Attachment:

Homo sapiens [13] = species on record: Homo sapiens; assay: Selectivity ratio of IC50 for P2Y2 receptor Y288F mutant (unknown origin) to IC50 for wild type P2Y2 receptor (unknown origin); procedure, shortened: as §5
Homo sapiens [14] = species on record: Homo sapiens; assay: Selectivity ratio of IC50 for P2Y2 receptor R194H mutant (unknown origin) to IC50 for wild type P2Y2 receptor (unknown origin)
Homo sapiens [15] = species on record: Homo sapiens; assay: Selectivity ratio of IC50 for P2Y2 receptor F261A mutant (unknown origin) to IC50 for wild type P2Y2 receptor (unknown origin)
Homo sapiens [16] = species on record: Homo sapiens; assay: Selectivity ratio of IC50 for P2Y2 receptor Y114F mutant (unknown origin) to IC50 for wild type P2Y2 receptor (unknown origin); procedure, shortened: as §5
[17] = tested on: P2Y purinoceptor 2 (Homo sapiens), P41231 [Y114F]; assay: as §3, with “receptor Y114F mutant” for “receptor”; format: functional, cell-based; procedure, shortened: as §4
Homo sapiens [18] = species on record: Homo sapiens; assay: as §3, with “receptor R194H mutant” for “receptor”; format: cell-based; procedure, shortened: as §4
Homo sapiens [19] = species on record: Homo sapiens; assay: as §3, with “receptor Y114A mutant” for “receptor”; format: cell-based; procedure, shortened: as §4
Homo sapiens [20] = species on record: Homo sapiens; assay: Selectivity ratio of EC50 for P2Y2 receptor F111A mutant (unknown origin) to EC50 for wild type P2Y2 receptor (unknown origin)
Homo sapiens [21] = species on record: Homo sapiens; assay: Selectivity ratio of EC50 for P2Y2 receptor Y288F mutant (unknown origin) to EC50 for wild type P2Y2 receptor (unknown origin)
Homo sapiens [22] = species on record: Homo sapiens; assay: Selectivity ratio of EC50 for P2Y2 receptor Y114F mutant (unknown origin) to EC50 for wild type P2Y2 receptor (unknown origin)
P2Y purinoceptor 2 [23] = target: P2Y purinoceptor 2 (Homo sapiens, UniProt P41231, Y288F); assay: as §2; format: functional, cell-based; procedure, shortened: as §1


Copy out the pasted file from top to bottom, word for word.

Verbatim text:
Homo sapiens [13] = species on record: Homo sapiens; assay: Selectivity ratio of IC50 for P2Y2 receptor Y288F mutant (unknown origin) to IC50 for wild type P2Y2 receptor (unknown origin); procedure, shortened: as §5
Homo sapiens [14] = species on record: Homo sapiens; assay: Selectivity ratio of IC50 for P2Y2 receptor R194H mutant (unknown origin) to IC50 for wild type P2Y2 receptor (unknown origin)
Homo sapiens [15] = species on record: Homo sapiens; assay: Selectivity ratio of IC50 for P2Y2 receptor F261A mutant (unknown origin) to IC50 for wild type P2Y2 receptor (unknown origin)
Homo sapiens [16] = species on record: Homo sapiens; assay: Selectivity ratio of IC50 for P2Y2 receptor Y114F mutant (unknown origin) to IC50 for wild type P2Y2 receptor (unknown origin); procedure, shortened: as §5
[17] = tested on: P2Y purinoceptor 2 (Homo sapiens), P41231 [Y114F]; assay: as §3, with “receptor Y114F mutant” for “receptor”; format: functional, cell-based; procedure, shortened: as §4
Homo sapiens [18] = species on record: Homo sapiens; assay: as §3, with “receptor R194H mutant” for “receptor”; format: cell-based; procedure, shortened: as §4
Homo sapiens [19] = species on record: Homo sapiens; assay: as §3, with “receptor Y114A mutant” for “receptor”; format: cell-based; procedure, shortened: as §4
Homo sapiens [20] = species on record: Homo sapiens; assay: Selectivity ratio of EC50 for P2Y2 receptor F111A mutant (unknown origin) to EC50 for wild type P2Y2 receptor (unknown origin)
Homo sapiens [21] = species on record: Homo sapiens; assay: Selectivity ratio of EC50 for P2Y2 receptor Y288F mutant (unknown origin) to EC50 for wild type P2Y2 receptor (unknown origin)
Homo sapiens [22] = species on record: Homo sapiens; assay: Selectivity ratio of EC50 for P2Y2 receptor Y114F mutant (unknown origin) to EC50 for wild type P2Y2 receptor (unknown origin)
P2Y purinoceptor 2 [23] = target: P2Y purinoceptor 2 (Homo sapiens, UniProt P41231, Y288F); assay: as §2; format: functional, cell-based; procedure, shortened: as §1